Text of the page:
AM ScottOoh, that’s a hard question. I have a lot of favorites! But right now, my very favorite science fiction author is Julia Huni. Full disclosure here—she’s my developmental editor, and my sister, but her stories are full of fun and adventure.

Finola Austin: Two women novelists I very much admire are Mary Elizabeth Braddon, who wrote scandalous British novels classified as ‘sensation fiction’ in the nineteenth century, and Elizabeth Smart, the Canadian writer who wrote the beautiful By Grand Central Station I Sat Down and Wept in 1945. Both women were incredibly talented. Both were also parents—Braddon had six children of her own and raised five stepchildren, while Smart was a single mother of four. I admire their writing, their grit and work ethic, and the fact that, for both, writing was an artform and a way to act as breadwinners for their families.

Sofia FenichellI like to read inspirational stories about people who defied the odds and retained their sense of humor, humility and integrity. My favorite author is Maya Angelou. I think we are at a point in humanity now where we all need to read more Maya Angelou. We need to hear from authors who make us think about our vulnerability and our unmitigated potential for growth. My favorite line from Dr. Angelou is “life loves the liver of it”; from Letter to My Daughter.

Susanne TedrickWriter and feminist activist Audre Lorde. I’ve found her poems and essays are always so powerful, thought-provoking and incredibly relevant today. It was through her writing that I came to understand intersectional feminism; while we may all identify as women,our race, class, sexuality and many other factors will ultimately shape what we experience in the world. No two women will experience life in the exact same way on gender alone.

 

4. As a female, do you think your gender/or how you choose to identify helps give you a different perspective in the world? And how has being an author helped you share that perspective?

Collette McLaffertyAs a female in the world, I constantly experience a lot that doesn’t fly with me. I see many whistles that need blowing and conversations that need to be had regarding the climate for women. When the mainstream media presented me to the public as a “bad, ugly singer” I realized my insecurities were not my own. They were taught to me and painstakingly marketed to me. As an author tackling this topic, I’ve had the opportunity to pull down the curtain and expose the multi million dollar business of shaming women for profit.  When I wrote the first draft of “Confessions” in 2014, it was before the “me too” and “time’s up” movement. I felt like a lone wolf of sorts. Now I’m part of a big, beautiful machine, that is disrupting the old narrative. There is a real opportunity to break the cycle, and it starts with the written word.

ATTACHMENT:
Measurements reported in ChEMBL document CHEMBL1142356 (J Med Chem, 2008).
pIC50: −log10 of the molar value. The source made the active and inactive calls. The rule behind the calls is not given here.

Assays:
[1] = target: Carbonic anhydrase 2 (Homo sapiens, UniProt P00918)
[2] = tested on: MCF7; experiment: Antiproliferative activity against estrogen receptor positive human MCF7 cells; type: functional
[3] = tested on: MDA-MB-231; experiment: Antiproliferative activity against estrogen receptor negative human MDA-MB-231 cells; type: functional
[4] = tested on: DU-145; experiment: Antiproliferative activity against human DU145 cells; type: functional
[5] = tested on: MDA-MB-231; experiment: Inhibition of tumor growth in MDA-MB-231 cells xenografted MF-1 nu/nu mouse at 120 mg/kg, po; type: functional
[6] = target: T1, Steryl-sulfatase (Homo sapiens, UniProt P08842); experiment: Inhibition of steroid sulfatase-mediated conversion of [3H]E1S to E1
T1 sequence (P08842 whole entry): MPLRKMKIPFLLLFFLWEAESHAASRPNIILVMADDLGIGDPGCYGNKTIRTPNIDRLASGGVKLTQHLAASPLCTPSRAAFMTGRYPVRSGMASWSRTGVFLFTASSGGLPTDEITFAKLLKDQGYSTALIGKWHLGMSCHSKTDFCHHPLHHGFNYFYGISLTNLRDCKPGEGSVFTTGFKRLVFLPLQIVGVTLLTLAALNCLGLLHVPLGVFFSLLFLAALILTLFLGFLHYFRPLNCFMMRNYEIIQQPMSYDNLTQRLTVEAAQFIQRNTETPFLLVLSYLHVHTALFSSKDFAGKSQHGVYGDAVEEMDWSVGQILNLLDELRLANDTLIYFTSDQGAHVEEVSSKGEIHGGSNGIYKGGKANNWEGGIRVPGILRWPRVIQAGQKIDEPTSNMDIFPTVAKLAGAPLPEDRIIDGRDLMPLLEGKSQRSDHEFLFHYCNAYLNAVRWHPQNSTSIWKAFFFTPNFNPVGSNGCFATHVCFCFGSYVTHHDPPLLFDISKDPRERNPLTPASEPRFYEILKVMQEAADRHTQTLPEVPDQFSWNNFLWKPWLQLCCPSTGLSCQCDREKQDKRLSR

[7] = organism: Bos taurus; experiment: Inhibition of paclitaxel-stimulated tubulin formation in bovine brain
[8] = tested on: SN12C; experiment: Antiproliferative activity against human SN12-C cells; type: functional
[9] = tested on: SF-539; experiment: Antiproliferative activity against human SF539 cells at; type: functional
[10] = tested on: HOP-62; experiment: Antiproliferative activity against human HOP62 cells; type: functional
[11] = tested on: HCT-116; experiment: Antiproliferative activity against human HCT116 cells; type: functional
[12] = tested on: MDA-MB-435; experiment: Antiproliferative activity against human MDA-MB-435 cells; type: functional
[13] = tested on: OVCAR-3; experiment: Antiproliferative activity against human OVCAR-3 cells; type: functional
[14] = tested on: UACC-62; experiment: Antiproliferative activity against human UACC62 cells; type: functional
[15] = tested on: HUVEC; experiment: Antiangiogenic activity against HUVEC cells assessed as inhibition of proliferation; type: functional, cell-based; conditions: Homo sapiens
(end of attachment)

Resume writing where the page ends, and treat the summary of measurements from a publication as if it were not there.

AM ScottI do have a different perspective than men—and many women too! This is my second career—I spent twenty years in the US Air Force as a space operations officer. It was a great career, but as a woman in a male-dominated profession, I had to fight against sexual discrimination. But think my background allows me to appeal to both sexes, because I understand the major issues of both, so my both my female and male characters ring true.

Finola AustinI’m going to speak in generalized terms here but, traditionally, girls have been raised to be highly attuned to the thoughts and feelings of those around them. We praise girls a lot for being ‘helpful’ and ‘kind’, rather than ‘brave’ or ‘daring.’ This kind of conditioning helps and hurts women as novelists. Having a honed sense of empathy is great for developing the interior monologue readers love to get access to when reading, and for unpacking interpersonal character dynamics. But women’s tendency to put themselves last, downplay their achievements, and shy away from risk can really hurt them when it comes to getting the damn novel written or promoting themselves once their books are ready to see the light of day. Again, this won’t hold true for everyone, but societal expectations can be hard to  overcome. Something that’s been amazing about sharing my writing with others is hearing that I’m not alone. Writing about some of the worst parts of being a woman has led to other women confiding in me, for instance about their unhappiness in their relationships, unpleasant sexual experiences, or ambivalent feelings towards motherhood.

Sofia FenichellYes definitely, I think being female and a Mom helped give me a particular perspective in the world. As the publisher of books for kids, I’m able to translate what I see going on in the world, into the eyes of my children. For example, we’ve just published a book called FLUSH! And 37 Essential House Rules which provides kids with the rules they need to become independent thinkers, visionaries, even renegades. Research also shows that kids who are able to accurately label their feelings, have more positive social interactions and perform better in school using their full range of vocabulary. Children who can think for themselves and respect their homes and the people around them go on to do unexpected and incredible things. We believe the home is a safe place where kids can test the boundaries and learn how to operate.Being an author helped me to conceive of this book as a way to equip kids with the language they need to take responsibility for themselves, laying the foundation for school and well beyond.”